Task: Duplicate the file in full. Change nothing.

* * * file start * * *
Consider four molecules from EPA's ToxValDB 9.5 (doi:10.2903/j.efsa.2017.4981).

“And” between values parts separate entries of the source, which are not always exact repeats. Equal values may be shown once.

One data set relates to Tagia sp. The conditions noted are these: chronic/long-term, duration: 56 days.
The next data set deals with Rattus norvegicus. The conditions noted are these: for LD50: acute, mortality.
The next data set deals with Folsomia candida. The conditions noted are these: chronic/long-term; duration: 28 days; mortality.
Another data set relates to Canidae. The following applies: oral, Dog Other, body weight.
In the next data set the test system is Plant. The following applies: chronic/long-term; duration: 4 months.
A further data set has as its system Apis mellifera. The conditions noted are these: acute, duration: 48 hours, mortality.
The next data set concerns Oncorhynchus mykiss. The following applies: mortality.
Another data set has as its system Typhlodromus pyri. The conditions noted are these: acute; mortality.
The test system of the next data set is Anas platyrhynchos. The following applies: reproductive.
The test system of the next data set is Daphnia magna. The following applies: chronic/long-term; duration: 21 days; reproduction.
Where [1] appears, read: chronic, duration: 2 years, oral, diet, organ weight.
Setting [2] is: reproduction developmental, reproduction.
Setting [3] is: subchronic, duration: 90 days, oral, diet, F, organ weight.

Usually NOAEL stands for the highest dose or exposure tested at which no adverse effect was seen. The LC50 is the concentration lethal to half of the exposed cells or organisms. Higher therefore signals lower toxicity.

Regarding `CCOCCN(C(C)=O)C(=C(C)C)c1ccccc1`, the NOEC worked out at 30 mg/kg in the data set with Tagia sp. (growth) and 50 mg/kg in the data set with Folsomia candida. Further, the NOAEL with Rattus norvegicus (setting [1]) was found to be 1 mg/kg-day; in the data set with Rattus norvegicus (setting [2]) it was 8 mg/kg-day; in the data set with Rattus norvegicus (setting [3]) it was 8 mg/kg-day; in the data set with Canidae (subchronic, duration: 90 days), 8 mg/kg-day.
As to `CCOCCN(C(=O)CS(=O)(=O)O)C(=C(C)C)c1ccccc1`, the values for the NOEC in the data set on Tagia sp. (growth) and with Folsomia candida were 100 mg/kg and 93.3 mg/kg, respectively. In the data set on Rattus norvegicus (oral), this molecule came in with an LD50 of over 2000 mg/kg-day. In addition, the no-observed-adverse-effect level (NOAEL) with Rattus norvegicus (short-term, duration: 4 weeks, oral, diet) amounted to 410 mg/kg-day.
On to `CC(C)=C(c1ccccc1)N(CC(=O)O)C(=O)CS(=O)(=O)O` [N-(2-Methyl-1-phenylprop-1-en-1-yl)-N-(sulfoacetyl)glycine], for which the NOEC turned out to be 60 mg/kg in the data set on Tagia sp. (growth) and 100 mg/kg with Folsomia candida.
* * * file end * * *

Consider four molecules from EPA's ToxValDB 9.5 (doi:10.2903/j.efsa.2017.4981).

“And” between values parts separate entries of the source, which are not always exact repeats. Equal values may be shown once.

One data set relates to Tagia sp. The conditions noted are these: chronic/long-term, duration: 56 days.
The next data set deals with Rattus norvegicus. The conditions noted are these: for LD50: acute, mortality.
The next data set deals with Folsomia candida. The conditions noted are these: chronic/long-term; duration: 28 days; mortality.
Another data set relates to Canidae. The following applies: oral, Dog Other, body weight.
In the next data set the test system is Plant. The following applies: chronic/long-term; duration: 4 months.
A further data set has as its system Apis mellifera. The conditions noted are these: acute, duration: 48 hours, mortality.
The next data set concerns Oncorhynchus mykiss. The following applies: mortality.
Another data set has as its system Typhlodromus pyri. The conditions noted are these: acute; mortality.
The test system of the next data set is Anas platyrhynchos. The following applies: reproductive.
The test system of the next data set is Daphnia magna. The following applies: chronic/long-term; duration: 21 days; reproduction.
Where [1] appears, read: chronic, duration: 2 years, oral, diet, organ weight.
Setting [2] is: reproduction developmental, reproduction.
Setting [3] is: subchronic, duration: 90 days, oral, diet, F, organ weight.

Usually NOAEL stands for the highest dose or exposure tested at which no adverse effect was seen. The LC50 is the concentration lethal to half of the exposed cells or organisms. Higher therefore signals lower toxicity.

Regarding `CCOCCN(C(C)=O)C(=C(C)C)c1ccccc1`, the NOEC worked out at 30 mg/kg in the data set with Tagia sp. (growth) and 50 mg/kg in the data set with Folsomia candida. Further, the NOAEL with Rattus norvegicus (setting [1]) was found to be 1 mg/kg-day; in the data set with Rattus norvegicus (setting [2]) it was 8 mg/kg-day; in the data set with Rattus norvegicus (setting [3]) it was 8 mg/kg-day; in the data set with Canidae (subchronic, duration: 90 days), 8 mg/kg-day.
As to `CCOCCN(C(=O)CS(=O)(=O)O)C(=C(C)C)c1ccccc1`, the values for the NOEC in the data set on Tagia sp. (growth) and with Folsomia candida were 100 mg/kg and 93.3 mg/kg, respectively. In the data set on Rattus norvegicus (oral), this molecule came in with an LD50 of over 2000 mg/kg-day. In addition, the no-observed-adverse-effect level (NOAEL) with Rattus norvegicus (short-term, duration: 4 weeks, oral, diet) amounted to 410 mg/kg-day.
On to `CC(C)=C(c1ccccc1)N(CC(=O)O)C(=O)CS(=O)(=O)O` [N-(2-Methyl-1-phenylprop-1-en-1-yl)-N-(sulfoacetyl)glycine], for which the NOEC turned out to be 60 mg/kg in the data set on Tagia sp. (growth) and 100 mg/kg with Folsomia candida.